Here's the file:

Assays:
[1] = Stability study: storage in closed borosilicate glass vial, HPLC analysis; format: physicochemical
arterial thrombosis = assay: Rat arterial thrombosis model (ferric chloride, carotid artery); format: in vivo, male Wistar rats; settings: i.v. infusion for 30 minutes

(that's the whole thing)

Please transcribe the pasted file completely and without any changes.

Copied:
Assays:
[1] = Stability study: storage in closed borosilicate glass vial, HPLC analysis; format: physicochemical
arterial thrombosis = assay: Rat arterial thrombosis model (ferric chloride, carotid artery); format: in vivo, male Wistar rats; settings: i.v. infusion for 30 minutes